Baseball cards were big in the 1980s, which led to overproduction and the baseball card bubble. That overproduction spilled over into the 1990s, and so did some of baseball’s scandals. Between that, and so many people buying and preserving cards during that decade, there aren’t a lot of super-valuable cards from the 1990s. But that doesn’t mean all 1990s baseball cards are worthless, and you’re more likely to find a stash from the ’90s than the ’70s. So let’s take a look at the most valuable baseball cards of the 1990s. The decade includes at least one big surprise.
The 1990s featured a number of exceptional players. And by late decade, the manufacturers had mostly sorted out their overproduction issues. Late 1990s cards also tend to be very attractive, with vivid colors and high quality photography. So the 1990s can be a nice decade to collect, even if the 1980s jaded you like it did me.
In the 1980s, almost everyone I knew collected baseball cards, at least briefly. When we think of the 1980s today, baseball cards aren’t what comes to mind but they probably deserve to be up there with video games, Rubik’s cubes, G.I. Joe, and Star Wars. With so many of us buying and preserving cards during that decade’s baseball card bubble, there aren’t a lot of super-valuable cards from the 1980s. But that doesn’t mean all 1980s baseball cards are worthless. So let’s take a look at the most valuable baseball cards of the 1980s.
If you’re like me and thought you’d fund your retirement with baseball cards someday, this could be depressing. More depressing than 1970s baseball card values. Possibly more depressing than 1990s baseball card values, even. But there’s a flip side too. If you didn’t have all of these cards back then, you probably can afford all of them now. None of the most valuable baseball cards of the 1980s are worth what we thought they’d someday be worth.
I recently decided to collect the 1948 Bowman baseball set. It has a number of things going for it. With 48 cards in the set, it’s attainable. Of those 48 cards, 18.75% of them are Hall of Famers. It’s also one of the two first postwar major-issue sets.
A partial box of unopened 1948 packs surfaced recently in Tennessee, so that’s as good of an excuse to talk about the set as any. No one knew any unopened 1948 Bowman packs survived. It sold at auction for $521,180.
What is Charter Spectrum? Charter Spectrum is a new name to many parts of the country. Spectrum is the brand name for cable, Internet and phone service from Charter Communications.
Although Charter started using the Spectrum name prior to its merger, the name Spectrum gained prominence as a result of the second, fourth, and sixth-largest cable operators in the United States merging in 2016. Post-merger Charter is now a Fortune 100 company.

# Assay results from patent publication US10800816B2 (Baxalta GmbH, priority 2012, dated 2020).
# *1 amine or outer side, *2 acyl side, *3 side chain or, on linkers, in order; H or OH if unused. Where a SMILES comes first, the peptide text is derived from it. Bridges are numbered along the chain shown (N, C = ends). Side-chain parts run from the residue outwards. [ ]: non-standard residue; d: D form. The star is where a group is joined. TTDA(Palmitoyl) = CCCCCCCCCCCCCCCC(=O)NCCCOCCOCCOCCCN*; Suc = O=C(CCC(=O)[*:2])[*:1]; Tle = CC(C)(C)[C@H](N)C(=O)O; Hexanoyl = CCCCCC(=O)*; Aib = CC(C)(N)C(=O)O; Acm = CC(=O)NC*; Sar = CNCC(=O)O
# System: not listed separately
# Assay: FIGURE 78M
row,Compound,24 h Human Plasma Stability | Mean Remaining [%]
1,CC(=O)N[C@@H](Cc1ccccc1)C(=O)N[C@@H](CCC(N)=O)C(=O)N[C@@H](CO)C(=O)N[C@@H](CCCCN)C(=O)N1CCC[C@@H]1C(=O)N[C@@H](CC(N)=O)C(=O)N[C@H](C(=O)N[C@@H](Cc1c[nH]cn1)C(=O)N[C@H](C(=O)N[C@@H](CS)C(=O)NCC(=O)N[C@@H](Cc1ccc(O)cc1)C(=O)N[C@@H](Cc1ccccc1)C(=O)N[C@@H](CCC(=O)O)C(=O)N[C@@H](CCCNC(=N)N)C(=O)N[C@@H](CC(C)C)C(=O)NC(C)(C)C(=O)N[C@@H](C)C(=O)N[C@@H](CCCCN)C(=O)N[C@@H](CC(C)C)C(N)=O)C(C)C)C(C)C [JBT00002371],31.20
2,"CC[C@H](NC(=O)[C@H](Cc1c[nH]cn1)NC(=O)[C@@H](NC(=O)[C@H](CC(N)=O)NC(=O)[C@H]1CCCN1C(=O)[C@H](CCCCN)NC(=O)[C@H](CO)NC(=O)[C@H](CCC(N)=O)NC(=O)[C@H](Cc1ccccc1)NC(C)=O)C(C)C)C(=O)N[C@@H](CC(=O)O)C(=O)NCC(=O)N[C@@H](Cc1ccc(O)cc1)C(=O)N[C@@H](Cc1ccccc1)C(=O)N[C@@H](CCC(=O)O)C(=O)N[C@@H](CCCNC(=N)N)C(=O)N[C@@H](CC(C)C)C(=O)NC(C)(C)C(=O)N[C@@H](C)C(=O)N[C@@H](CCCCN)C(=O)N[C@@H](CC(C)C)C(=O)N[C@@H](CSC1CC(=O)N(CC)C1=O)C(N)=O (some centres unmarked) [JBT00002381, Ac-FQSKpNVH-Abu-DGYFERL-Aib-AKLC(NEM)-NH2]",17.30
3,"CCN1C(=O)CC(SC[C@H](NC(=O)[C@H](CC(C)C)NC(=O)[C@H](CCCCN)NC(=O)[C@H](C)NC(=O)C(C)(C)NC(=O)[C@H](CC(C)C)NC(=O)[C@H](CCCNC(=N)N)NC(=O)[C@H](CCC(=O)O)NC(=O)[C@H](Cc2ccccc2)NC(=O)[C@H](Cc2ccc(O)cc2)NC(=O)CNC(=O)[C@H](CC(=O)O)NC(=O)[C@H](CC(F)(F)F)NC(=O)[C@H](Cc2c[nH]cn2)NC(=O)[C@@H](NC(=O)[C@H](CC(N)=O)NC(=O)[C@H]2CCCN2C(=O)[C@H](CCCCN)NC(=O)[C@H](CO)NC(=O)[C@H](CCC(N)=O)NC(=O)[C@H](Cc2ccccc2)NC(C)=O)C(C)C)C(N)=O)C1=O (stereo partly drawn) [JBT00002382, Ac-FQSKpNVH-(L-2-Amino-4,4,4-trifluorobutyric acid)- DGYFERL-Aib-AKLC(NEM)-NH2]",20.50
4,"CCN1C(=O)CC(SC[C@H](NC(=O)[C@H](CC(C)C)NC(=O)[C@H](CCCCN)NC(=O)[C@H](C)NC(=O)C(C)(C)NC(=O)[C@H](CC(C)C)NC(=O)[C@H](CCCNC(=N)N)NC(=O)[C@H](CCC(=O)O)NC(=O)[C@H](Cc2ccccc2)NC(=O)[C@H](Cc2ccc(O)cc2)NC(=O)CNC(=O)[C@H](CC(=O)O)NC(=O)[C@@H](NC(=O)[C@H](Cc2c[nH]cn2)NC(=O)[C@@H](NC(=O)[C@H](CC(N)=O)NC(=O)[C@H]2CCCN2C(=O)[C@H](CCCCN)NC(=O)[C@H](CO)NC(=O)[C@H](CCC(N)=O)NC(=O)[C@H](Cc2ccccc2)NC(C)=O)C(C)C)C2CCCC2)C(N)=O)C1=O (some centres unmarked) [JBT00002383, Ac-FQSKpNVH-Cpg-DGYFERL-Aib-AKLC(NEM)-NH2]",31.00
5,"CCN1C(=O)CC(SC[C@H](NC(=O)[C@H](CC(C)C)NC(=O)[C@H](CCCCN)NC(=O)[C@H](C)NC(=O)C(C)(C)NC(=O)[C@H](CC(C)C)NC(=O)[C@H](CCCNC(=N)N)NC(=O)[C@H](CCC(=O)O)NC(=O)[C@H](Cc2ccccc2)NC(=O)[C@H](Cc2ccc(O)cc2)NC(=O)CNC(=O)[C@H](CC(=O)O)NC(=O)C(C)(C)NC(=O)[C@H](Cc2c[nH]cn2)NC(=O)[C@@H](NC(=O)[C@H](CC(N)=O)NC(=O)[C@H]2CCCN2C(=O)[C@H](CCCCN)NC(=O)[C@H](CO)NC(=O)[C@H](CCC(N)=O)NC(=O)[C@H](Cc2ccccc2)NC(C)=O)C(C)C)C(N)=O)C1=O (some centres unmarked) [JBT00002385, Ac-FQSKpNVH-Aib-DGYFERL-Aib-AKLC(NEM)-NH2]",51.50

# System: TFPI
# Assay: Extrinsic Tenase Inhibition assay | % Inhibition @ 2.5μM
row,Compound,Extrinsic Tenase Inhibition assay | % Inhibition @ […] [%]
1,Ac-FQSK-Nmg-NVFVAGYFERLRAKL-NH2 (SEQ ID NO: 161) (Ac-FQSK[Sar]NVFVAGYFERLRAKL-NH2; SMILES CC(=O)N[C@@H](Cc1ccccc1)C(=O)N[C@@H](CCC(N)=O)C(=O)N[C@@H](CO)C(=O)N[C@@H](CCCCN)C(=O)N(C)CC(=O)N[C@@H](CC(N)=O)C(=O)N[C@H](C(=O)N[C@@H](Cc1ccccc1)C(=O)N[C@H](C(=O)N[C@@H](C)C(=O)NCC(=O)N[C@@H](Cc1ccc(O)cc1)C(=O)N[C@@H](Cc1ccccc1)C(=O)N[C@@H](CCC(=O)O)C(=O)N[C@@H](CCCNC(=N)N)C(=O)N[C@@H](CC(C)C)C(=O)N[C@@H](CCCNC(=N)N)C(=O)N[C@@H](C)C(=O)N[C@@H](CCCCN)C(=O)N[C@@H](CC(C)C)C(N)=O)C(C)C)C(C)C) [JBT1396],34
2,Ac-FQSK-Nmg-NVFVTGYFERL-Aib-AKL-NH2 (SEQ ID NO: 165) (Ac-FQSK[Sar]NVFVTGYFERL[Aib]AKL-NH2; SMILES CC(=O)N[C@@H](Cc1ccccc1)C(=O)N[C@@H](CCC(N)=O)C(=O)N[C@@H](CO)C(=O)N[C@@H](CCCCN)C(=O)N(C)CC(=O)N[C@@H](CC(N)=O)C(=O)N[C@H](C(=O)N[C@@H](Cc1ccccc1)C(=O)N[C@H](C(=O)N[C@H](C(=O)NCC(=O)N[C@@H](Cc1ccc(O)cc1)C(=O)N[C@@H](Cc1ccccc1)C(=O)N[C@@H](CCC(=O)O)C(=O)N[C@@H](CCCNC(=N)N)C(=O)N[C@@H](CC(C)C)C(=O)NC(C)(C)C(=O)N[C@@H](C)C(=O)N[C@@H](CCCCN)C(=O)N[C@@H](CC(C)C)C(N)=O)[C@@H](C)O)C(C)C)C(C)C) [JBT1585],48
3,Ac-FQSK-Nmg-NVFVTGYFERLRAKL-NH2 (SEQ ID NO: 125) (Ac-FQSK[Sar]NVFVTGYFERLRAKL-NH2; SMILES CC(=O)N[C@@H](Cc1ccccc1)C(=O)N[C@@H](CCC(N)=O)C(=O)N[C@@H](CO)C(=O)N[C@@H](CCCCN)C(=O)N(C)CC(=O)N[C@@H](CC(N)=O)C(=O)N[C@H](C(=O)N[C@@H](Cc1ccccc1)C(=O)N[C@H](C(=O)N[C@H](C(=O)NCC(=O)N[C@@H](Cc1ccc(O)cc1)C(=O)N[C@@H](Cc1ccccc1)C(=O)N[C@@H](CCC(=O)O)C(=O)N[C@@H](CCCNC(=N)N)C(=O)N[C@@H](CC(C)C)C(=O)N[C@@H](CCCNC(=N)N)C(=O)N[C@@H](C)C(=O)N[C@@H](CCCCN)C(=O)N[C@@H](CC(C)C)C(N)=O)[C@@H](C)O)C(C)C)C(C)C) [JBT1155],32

Lionel is an iconic American brand, and I often hear people refer to it as a made-in-the-USA company. But it’s been a long time since that’s been where Lionel trains are made. Or at least the majority.
It turns out Lionel has a bit of a history with that.
The sad story of Robert Rayford (aka Robert R), the first documented victim of HIV/AIDS in the United States, shows that if timing had been a little bit different, the AIDS epidemic could have happened a decade earlier than it did, and its epicenter could have been St. Louis instead of New York. His story raises some uncomfortable questions. How did HIV end up in St. Louis, of all places? And why did it stay local to St. Louis rather than becoming an epidemic?
His story made me uncomfortable, and sometimes that’s how I know it’s time to dig in a bit more.
Sakai trains were made in HO and O gauge by a Tokyo-based manufacturer and sold abroad, particularly in the United States and Australia after World War II. Sakai’s O gauge product bore a curious resemblance to Marx. I have read speculation that Marx once used Sakai as a subcontractor, and Sakai used the tooling to make its own trains rather than returning it to Marx, but there are enough differences that I don’t think that’s the case.
What I do know is that Sakai’s O gauge product was a curious blend of cues from Lionel and Marx and the trains worked pretty well. They’re hard to find today, but not especially valuable since few people know what they are. They turn up on Ebay occasionally.
In the 1950s, Marx and Lionel took turns being the biggest toy company in the world, largely riding on the popularity of O gauge trains. Neither company particularly liked the other, but both owed some degree of their success to being compatible with one another. Because of their interoperability, the two makes of trains are frequently compared and contrasted even today.